In a filing today with the Securities and Exchange Commission, Apple cited restructuring costs when it reported that it "does not believe [it] will return to profitability in the fourth quarter." The company also said net sales will likely fall short of the prior year's comparable levels through the first quarter of 1998, if not longer.
Expectations of a return to profitability by the fourth quarter have been the subject of much doubt and speculation since they were set forth by then-CEO Gilbert Amelio earlier this year. His apparent inability to make good on such bottom-line promises played a central role in his ouster by Apple's board last month.
Chief financial officer Fred Anderson said in July that Apple would not reach its fourth-quarter profitability goal, but today's filings represented the first official recognition in government documents that the computer maker would not return to financial health in the near future. The filings went on to spell out a number of pending woes that will loom over the coming quarters.
Analysts are not surprised by the company's acknowledgment it will miss its profitability forecast, and investors probably won't be too concerned either.
The recent jump in Apple's stock price is an indication that people are looking beyond the near term, said Rick Berry, an analyst with Murphey, Marseilles, Smith. "People's horizons now have expanded from quarter-to-quarter to one to two years down the road."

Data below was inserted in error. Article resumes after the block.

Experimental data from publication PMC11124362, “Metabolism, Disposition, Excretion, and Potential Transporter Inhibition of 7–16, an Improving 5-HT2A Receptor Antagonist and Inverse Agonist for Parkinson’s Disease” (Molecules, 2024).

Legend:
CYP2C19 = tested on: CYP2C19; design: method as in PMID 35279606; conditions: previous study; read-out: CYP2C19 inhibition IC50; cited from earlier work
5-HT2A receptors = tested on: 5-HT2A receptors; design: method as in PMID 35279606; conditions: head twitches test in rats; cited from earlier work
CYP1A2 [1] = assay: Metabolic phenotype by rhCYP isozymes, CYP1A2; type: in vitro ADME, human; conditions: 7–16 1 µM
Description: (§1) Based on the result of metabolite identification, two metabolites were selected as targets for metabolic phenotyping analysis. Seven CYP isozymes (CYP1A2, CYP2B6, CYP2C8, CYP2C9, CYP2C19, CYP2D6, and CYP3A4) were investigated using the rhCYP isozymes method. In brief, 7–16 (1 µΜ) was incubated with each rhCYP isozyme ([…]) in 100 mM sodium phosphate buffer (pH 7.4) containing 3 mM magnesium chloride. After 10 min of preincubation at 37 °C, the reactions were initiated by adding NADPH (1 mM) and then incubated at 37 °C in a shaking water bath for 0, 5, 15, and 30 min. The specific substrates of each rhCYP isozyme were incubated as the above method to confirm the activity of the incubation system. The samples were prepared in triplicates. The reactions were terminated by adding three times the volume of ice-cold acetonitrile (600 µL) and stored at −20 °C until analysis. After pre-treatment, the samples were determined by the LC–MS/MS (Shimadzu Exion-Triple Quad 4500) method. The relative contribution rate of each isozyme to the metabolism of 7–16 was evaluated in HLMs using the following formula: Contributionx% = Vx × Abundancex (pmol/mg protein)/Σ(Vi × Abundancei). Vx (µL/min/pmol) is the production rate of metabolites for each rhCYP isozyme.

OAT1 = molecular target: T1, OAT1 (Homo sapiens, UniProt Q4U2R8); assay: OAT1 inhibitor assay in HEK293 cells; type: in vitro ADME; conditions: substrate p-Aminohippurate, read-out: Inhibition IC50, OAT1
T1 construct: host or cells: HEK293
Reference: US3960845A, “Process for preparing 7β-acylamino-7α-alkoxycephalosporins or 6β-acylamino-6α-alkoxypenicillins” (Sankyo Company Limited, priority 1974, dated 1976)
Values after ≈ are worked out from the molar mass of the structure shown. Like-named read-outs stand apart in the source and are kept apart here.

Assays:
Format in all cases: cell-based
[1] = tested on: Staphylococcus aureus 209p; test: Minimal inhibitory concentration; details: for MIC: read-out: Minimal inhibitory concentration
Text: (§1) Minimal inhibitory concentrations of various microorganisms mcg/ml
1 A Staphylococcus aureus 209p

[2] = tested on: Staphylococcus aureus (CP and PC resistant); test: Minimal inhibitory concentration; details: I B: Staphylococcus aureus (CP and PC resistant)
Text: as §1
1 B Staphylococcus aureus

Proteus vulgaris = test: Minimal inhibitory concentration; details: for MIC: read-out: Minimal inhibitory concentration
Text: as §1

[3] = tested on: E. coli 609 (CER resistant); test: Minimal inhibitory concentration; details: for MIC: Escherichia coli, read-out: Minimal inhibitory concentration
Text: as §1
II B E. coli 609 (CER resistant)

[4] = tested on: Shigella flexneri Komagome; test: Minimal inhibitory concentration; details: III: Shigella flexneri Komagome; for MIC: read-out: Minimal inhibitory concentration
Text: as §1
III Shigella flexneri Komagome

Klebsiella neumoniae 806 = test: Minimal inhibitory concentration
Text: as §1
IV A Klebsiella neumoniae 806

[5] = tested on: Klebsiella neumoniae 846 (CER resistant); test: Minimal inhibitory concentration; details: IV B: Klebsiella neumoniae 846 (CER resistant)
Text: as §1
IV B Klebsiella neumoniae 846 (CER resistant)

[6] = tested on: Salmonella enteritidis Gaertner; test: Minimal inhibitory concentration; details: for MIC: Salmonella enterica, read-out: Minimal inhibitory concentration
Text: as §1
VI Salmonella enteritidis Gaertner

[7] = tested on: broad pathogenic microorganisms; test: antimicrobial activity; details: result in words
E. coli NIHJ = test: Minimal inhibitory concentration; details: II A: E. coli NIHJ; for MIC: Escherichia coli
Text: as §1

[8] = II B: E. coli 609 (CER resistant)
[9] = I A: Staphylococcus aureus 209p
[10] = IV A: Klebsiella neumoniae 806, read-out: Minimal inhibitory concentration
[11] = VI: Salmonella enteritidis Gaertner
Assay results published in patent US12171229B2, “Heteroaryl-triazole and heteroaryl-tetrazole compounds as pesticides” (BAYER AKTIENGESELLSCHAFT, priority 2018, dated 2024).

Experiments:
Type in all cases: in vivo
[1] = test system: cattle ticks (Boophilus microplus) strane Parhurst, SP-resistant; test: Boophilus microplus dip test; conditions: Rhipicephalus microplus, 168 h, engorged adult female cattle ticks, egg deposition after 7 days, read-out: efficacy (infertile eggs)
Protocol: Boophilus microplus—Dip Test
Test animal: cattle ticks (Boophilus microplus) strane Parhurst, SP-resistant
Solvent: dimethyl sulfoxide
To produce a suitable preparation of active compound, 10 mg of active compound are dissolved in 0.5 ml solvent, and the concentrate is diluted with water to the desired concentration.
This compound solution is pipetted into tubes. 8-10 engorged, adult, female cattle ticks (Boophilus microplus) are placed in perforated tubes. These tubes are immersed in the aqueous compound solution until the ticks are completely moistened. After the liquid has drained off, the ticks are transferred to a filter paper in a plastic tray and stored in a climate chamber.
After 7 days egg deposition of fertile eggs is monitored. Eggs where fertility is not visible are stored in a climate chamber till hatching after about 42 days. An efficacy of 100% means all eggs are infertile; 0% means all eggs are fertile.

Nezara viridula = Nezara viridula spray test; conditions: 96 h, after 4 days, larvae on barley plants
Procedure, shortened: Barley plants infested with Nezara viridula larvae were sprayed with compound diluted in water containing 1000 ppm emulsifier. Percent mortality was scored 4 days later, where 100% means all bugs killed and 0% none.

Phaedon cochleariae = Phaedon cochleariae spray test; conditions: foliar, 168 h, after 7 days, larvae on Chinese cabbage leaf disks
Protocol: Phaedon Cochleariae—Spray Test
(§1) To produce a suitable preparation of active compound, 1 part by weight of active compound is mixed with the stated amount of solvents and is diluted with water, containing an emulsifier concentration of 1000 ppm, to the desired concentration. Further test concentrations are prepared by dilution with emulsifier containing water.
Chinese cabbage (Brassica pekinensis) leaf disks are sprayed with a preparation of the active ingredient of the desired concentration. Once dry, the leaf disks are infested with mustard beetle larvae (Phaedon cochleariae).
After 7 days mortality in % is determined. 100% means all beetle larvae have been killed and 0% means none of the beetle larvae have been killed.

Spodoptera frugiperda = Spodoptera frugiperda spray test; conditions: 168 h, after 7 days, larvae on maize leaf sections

The company's stock raced to a 52-week high of 29-3/4 last week on news of Microsoft's $150 million investment and the appointment of a new board of directors at Macworld Expo in Boston. Since then, the share price has slowly sunk back, falling 2-1/4 to close at 24-9/16 today.
A.G. Edwards today cut its rating on Apple to "reduce" from "maintain."
In its most recent quarter, Macintosh computer unit sales and peripheral unit sales decreased 17 percent and 27 percent, respectively, compared with the same period of 1996. The company blames that reduction on customer concerns about Apple's direction, financial condition, the viability of the Mac platform, and competitive pressures.
During the third quarter, Apple made adjustments to the categories and timing of expected restructuring spending. Apple now expects a remaining $167 million accrued balance at June 27, will result in cash expenditures of about $100 million over the next 12 months and $12 million thereafter, the company said. Most restructuring will be completed within the next six months and will be financed through current working capital and, if necessary, continued short-term borrowings, according to the filing.
Meanwhile, the company's backlog decreased to $293 million at August 1, from $409 million at May 2. The trend is primarily attributable to satisfying pent-up demand for the company's flagship line of Power Macintosh products. Backlog is often used as an indication of future performance as demand translates into revenue once product orders are filled.
The benefits to the company from licensing the Mac OS to third parties may be more than offset by the disadvantages of competing with clones, the company said in the filing. Apple is in discussions with clone makers over future licensing arrangements, including whether to extend such arrangements.
The company also said its Newton unit will be spun off into a separate but wholly owned subsidiary named Newton, Inc.